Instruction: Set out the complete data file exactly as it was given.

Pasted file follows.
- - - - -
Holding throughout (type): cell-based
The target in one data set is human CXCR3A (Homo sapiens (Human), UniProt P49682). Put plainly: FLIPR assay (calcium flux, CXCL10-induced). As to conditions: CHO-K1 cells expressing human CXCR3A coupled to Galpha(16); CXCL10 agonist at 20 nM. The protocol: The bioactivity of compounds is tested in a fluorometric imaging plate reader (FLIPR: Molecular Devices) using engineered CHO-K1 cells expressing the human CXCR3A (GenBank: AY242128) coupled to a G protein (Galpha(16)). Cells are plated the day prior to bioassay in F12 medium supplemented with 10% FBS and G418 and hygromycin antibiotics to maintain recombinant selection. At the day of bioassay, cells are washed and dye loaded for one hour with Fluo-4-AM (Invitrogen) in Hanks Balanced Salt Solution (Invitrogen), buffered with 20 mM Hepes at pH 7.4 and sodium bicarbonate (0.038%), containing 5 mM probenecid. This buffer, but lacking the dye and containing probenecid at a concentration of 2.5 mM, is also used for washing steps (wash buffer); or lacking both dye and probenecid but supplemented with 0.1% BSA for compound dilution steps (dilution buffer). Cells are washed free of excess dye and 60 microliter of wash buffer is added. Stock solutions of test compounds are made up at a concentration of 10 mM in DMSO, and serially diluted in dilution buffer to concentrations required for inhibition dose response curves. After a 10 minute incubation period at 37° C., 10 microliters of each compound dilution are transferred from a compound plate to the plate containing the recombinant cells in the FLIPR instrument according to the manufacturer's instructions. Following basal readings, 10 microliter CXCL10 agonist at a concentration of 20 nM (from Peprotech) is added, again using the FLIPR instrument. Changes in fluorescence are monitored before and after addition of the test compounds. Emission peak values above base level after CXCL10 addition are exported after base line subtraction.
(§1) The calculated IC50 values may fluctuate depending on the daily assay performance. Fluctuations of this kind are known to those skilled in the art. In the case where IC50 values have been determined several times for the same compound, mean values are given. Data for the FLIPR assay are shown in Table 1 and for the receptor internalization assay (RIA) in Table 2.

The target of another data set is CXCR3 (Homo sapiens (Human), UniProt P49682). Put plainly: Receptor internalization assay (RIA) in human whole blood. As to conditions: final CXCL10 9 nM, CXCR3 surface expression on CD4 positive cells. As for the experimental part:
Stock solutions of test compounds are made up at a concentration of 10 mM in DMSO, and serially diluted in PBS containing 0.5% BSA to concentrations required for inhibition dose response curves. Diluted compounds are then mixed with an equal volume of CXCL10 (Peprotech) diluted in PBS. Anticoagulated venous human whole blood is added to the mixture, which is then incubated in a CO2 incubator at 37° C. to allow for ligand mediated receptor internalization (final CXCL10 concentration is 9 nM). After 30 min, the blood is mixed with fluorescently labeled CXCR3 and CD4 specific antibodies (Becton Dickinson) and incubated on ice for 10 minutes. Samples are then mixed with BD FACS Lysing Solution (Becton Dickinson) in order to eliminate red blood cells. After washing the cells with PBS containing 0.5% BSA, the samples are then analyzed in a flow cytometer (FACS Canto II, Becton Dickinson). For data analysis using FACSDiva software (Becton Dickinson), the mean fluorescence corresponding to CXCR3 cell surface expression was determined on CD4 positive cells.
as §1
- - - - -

Holding throughout (type): cell-based
The target in one data set is human CXCR3A (Homo sapiens (Human), UniProt P49682). Put plainly: FLIPR assay (calcium flux, CXCL10-induced). As to conditions: CHO-K1 cells expressing human CXCR3A coupled to Galpha(16); CXCL10 agonist at 20 nM. The protocol: The bioactivity of compounds is tested in a fluorometric imaging plate reader (FLIPR: Molecular Devices) using engineered CHO-K1 cells expressing the human CXCR3A (GenBank: AY242128) coupled to a G protein (Galpha(16)). Cells are plated the day prior to bioassay in F12 medium supplemented with 10% FBS and G418 and hygromycin antibiotics to maintain recombinant selection. At the day of bioassay, cells are washed and dye loaded for one hour with Fluo-4-AM (Invitrogen) in Hanks Balanced Salt Solution (Invitrogen), buffered with 20 mM Hepes at pH 7.4 and sodium bicarbonate (0.038%), containing 5 mM probenecid. This buffer, but lacking the dye and containing probenecid at a concentration of 2.5 mM, is also used for washing steps (wash buffer); or lacking both dye and probenecid but supplemented with 0.1% BSA for compound dilution steps (dilution buffer). Cells are washed free of excess dye and 60 microliter of wash buffer is added. Stock solutions of test compounds are made up at a concentration of 10 mM in DMSO, and serially diluted in dilution buffer to concentrations required for inhibition dose response curves. After a 10 minute incubation period at 37° C., 10 microliters of each compound dilution are transferred from a compound plate to the plate containing the recombinant cells in the FLIPR instrument according to the manufacturer's instructions. Following basal readings, 10 microliter CXCL10 agonist at a concentration of 20 nM (from Peprotech) is added, again using the FLIPR instrument. Changes in fluorescence are monitored before and after addition of the test compounds. Emission peak values above base level after CXCL10 addition are exported after base line subtraction.
(§1) The calculated IC50 values may fluctuate depending on the daily assay performance. Fluctuations of this kind are known to those skilled in the art. In the case where IC50 values have been determined several times for the same compound, mean values are given. Data for the FLIPR assay are shown in Table 1 and for the receptor internalization assay (RIA) in Table 2.

The target of another data set is CXCR3 (Homo sapiens (Human), UniProt P49682). Put plainly: Receptor internalization assay (RIA) in human whole blood. As to conditions: final CXCL10 9 nM, CXCR3 surface expression on CD4 positive cells. As for the experimental part:
Stock solutions of test compounds are made up at a concentration of 10 mM in DMSO, and serially diluted in PBS containing 0.5% BSA to concentrations required for inhibition dose response curves. Diluted compounds are then mixed with an equal volume of CXCL10 (Peprotech) diluted in PBS. Anticoagulated venous human whole blood is added to the mixture, which is then incubated in a CO2 incubator at 37° C. to allow for ligand mediated receptor internalization (final CXCL10 concentration is 9 nM). After 30 min, the blood is mixed with fluorescently labeled CXCR3 and CD4 specific antibodies (Becton Dickinson) and incubated on ice for 10 minutes. Samples are then mixed with BD FACS Lysing Solution (Becton Dickinson) in order to eliminate red blood cells. After washing the cells with PBS containing 0.5% BSA, the samples are then analyzed in a flow cytometer (FACS Canto II, Becton Dickinson). For data analysis using FACSDiva software (Becton Dickinson), the mean fluorescence corresponding to CXCR3 cell surface expression was determined on CD4 positive cells.
as §1